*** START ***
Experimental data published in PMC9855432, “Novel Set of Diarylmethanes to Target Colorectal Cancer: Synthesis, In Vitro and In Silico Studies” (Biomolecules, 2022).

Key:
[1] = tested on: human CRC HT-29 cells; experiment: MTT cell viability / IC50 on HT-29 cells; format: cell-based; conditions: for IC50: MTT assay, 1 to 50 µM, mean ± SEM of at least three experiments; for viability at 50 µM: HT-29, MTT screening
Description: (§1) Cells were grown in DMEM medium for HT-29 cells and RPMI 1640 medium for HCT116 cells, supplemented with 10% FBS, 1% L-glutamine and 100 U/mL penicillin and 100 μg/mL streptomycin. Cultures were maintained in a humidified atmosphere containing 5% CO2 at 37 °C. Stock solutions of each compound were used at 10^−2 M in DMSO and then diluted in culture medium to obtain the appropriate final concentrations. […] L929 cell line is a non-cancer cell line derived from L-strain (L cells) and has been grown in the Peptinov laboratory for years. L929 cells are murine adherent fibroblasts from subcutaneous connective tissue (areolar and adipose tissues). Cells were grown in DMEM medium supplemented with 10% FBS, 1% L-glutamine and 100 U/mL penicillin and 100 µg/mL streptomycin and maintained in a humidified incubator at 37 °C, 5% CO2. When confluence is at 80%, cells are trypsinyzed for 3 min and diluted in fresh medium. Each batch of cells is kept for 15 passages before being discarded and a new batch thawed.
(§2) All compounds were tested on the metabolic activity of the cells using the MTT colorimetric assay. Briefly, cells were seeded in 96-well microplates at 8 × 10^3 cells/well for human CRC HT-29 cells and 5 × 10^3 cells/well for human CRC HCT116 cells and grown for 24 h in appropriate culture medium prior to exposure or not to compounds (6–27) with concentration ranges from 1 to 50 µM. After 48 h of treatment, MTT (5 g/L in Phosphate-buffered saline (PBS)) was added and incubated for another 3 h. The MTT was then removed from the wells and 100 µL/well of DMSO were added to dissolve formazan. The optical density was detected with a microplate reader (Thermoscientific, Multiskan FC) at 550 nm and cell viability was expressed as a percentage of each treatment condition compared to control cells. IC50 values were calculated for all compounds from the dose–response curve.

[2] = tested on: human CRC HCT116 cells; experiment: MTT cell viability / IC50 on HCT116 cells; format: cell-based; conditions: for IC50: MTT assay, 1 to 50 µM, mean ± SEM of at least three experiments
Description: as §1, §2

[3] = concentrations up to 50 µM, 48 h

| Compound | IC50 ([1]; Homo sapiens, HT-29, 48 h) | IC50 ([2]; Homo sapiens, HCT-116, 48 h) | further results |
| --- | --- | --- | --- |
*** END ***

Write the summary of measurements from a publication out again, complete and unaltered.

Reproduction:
Experimental data published in PMC9855432, “Novel Set of Diarylmethanes to Target Colorectal Cancer: Synthesis, In Vitro and In Silico Studies” (Biomolecules, 2022).

Key:
[1] = tested on: human CRC HT-29 cells; experiment: MTT cell viability / IC50 on HT-29 cells; format: cell-based; conditions: for IC50: MTT assay, 1 to 50 µM, mean ± SEM of at least three experiments; for viability at 50 µM: HT-29, MTT screening
Description: (§1) Cells were grown in DMEM medium for HT-29 cells and RPMI 1640 medium for HCT116 cells, supplemented with 10% FBS, 1% L-glutamine and 100 U/mL penicillin and 100 μg/mL streptomycin. Cultures were maintained in a humidified atmosphere containing 5% CO2 at 37 °C. Stock solutions of each compound were used at 10^−2 M in DMSO and then diluted in culture medium to obtain the appropriate final concentrations. […] L929 cell line is a non-cancer cell line derived from L-strain (L cells) and has been grown in the Peptinov laboratory for years. L929 cells are murine adherent fibroblasts from subcutaneous connective tissue (areolar and adipose tissues). Cells were grown in DMEM medium supplemented with 10% FBS, 1% L-glutamine and 100 U/mL penicillin and 100 µg/mL streptomycin and maintained in a humidified incubator at 37 °C, 5% CO2. When confluence is at 80%, cells are trypsinyzed for 3 min and diluted in fresh medium. Each batch of cells is kept for 15 passages before being discarded and a new batch thawed.
(§2) All compounds were tested on the metabolic activity of the cells using the MTT colorimetric assay. Briefly, cells were seeded in 96-well microplates at 8 × 10^3 cells/well for human CRC HT-29 cells and 5 × 10^3 cells/well for human CRC HCT116 cells and grown for 24 h in appropriate culture medium prior to exposure or not to compounds (6–27) with concentration ranges from 1 to 50 µM. After 48 h of treatment, MTT (5 g/L in Phosphate-buffered saline (PBS)) was added and incubated for another 3 h. The MTT was then removed from the wells and 100 µL/well of DMSO were added to dissolve formazan. The optical density was detected with a microplate reader (Thermoscientific, Multiskan FC) at 550 nm and cell viability was expressed as a percentage of each treatment condition compared to control cells. IC50 values were calculated for all compounds from the dose–response curve.

[2] = tested on: human CRC HCT116 cells; experiment: MTT cell viability / IC50 on HCT116 cells; format: cell-based; conditions: for IC50: MTT assay, 1 to 50 µM, mean ± SEM of at least three experiments
Description: as §1, §2

[3] = concentrations up to 50 µM, 48 h

| Compound | IC50 ([1]; Homo sapiens, HT-29, 48 h) | IC50 ([2]; Homo sapiens, HCT-116, 48 h) | further results |
| --- | --- | --- | --- |